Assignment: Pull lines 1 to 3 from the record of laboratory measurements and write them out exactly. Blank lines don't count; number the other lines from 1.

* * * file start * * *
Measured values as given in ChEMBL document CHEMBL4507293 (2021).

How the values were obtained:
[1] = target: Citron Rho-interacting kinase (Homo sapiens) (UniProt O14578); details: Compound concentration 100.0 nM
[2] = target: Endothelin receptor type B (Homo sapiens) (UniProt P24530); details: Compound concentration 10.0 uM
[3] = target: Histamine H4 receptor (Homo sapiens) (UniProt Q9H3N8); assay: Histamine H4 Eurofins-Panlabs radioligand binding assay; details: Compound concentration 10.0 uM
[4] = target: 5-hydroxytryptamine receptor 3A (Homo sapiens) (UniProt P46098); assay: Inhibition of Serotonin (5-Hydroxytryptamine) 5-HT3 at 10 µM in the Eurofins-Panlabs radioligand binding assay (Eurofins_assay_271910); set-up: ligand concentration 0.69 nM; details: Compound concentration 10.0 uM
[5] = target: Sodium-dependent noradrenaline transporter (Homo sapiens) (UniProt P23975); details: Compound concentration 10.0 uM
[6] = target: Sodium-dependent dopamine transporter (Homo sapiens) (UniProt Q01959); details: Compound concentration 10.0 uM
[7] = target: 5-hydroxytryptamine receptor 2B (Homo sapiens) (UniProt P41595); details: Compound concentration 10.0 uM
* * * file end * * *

Measured values as given in ChEMBL document CHEMBL4507293 (2021).

How the values were obtained:
[1] = target: Citron Rho-interacting kinase (Homo sapiens) (UniProt O14578); details: Compound concentration 100.0 nM